UKHospitality has reiterated its message that a tourist tax in Edinburgh, or any part of the UK, could be disastrous for hotels and the hospitality sector, the UK’s 3rd largest private sector employer.
The assertion follows comments by City of Edinburgh Council leader Adam McVey’s announcement on Twitter that a tax would be introduced in the city “in the next 12 months”.
UKHospitality Chief Executive Kate Nicholls said: “The introduction of another tax aimed at hardworking, innovative and economically and socially important hotels in Edinburgh could be potentially disastrous knock-on impact on businesses.
“Adam McVey has rather blithely announced on social media that a tourist tax would be introduced in the city within 12 months; yet there has been no meaningful consultation with the businesses at risk and no wider discussion with the national organisations representing the hospitality and tourism sector.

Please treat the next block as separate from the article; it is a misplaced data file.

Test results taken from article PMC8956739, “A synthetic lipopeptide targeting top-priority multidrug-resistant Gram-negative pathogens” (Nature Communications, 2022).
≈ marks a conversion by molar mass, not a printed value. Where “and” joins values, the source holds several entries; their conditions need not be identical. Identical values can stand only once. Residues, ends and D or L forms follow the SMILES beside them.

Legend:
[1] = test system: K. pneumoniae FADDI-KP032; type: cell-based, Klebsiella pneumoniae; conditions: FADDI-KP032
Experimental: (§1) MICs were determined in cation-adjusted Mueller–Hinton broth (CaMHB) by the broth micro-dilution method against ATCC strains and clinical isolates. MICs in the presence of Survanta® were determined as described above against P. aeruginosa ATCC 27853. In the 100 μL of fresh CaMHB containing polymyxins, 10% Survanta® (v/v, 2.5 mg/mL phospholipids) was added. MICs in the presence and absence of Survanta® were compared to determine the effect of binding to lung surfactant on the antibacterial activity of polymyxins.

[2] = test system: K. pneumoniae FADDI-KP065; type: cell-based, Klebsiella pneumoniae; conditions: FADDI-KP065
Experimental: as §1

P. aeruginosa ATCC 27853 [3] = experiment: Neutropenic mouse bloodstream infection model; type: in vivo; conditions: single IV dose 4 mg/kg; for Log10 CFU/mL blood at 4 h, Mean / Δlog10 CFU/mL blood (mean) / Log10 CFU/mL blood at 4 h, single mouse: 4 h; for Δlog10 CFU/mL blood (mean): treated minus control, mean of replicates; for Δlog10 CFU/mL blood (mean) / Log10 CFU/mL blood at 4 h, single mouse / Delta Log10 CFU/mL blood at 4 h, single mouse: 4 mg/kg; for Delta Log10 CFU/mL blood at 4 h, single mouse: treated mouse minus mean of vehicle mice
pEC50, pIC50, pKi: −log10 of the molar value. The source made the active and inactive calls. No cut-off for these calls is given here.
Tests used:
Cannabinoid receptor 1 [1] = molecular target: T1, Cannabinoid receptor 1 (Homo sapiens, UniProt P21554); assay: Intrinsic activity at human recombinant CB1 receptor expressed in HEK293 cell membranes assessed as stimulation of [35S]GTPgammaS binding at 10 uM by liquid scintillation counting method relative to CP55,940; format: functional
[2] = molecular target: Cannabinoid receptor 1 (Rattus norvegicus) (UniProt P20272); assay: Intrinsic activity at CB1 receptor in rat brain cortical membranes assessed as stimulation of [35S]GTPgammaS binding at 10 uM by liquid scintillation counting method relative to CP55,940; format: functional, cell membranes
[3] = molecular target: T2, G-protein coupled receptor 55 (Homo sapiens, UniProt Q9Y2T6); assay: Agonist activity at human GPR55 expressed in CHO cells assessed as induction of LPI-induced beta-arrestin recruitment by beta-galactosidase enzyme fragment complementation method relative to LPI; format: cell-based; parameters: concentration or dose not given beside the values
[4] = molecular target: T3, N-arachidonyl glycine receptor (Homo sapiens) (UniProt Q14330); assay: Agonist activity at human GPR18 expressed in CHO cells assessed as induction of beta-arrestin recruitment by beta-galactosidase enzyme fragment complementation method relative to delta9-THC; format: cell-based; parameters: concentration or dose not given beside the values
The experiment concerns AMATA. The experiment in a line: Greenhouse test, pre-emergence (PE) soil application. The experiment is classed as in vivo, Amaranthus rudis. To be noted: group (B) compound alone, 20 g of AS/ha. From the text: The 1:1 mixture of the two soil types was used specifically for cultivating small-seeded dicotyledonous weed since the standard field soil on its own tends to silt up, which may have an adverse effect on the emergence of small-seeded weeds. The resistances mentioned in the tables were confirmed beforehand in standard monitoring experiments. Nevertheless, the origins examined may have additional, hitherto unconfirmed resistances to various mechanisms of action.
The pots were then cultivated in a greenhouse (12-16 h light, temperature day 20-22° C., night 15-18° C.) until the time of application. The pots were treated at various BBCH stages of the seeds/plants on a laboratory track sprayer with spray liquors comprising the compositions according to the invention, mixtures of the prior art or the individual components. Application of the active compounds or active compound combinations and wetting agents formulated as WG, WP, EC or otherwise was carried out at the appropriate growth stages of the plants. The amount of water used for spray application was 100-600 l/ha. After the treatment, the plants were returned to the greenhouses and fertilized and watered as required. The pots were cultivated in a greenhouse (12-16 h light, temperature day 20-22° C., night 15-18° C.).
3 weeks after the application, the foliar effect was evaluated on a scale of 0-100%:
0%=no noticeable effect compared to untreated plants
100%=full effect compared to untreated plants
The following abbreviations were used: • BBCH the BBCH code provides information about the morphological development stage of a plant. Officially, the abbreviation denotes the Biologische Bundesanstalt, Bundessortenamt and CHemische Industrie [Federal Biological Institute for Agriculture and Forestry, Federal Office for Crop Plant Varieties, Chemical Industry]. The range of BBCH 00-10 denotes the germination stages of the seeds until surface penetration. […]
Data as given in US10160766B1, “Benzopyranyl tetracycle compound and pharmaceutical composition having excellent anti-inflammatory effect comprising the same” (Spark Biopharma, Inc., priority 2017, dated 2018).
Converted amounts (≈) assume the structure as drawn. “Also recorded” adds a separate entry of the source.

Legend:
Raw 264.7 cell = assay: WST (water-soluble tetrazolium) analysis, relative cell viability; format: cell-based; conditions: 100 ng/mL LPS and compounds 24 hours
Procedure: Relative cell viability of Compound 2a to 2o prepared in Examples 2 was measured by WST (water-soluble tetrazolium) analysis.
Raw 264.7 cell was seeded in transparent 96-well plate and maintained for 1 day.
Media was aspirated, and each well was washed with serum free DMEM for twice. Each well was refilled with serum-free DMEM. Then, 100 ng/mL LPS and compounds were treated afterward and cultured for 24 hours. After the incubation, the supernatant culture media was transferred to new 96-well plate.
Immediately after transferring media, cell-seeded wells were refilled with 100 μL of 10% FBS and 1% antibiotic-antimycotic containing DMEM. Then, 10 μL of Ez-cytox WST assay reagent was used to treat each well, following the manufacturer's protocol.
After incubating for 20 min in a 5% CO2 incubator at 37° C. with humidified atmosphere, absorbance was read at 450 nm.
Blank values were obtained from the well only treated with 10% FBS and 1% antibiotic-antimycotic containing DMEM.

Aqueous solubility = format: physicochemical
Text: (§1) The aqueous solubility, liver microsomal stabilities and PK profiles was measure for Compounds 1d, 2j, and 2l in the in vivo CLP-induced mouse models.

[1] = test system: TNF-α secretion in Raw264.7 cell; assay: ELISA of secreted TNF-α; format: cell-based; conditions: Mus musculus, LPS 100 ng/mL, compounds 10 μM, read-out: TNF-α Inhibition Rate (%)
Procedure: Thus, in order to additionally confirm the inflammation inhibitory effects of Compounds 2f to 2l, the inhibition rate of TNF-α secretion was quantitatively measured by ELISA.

“Hotels and hospitality businesses are already facing a mountain of costs and any additional tax, no matter the cost, would present vital employers with a significant barrier to growth an investment. The UK is one of only three EU countries which does not have a reduced rate of VAT on hotel and tourism services – by comparison, the rate of VAT on hotel rooms in EU countries is about half of the 20% rate applied in the UK. In the majority of EU countries which have some form of tourist tax, there is a reduced rate of tourism VAT.
“The Scottish Government is rightly of the opinion that any such tax would be harmful to businesses in the country and we welcome Tourism Minister Fiona Hyslop’s assertion that no measure should or could be introduced without agreement from the Government and discussions with the hotel sector.
“UKHospitality and its predecessors the ALMR and BHA have consistently opposed the introduction of any tourist taxes in the UK and today the UKHospitality Board met in London to confirm its ongoing opposition to such a costly and potentially destructive measure.
“No tourist tax, in any part of Scotland or the rest of the UK, should even be considered without the full involvement of the hospitality sector. A full and wide-ranging consultation must first be carried out, in order to gauge the appetite of the sector and for policy-makers to identify the pros and cons of such a measure.”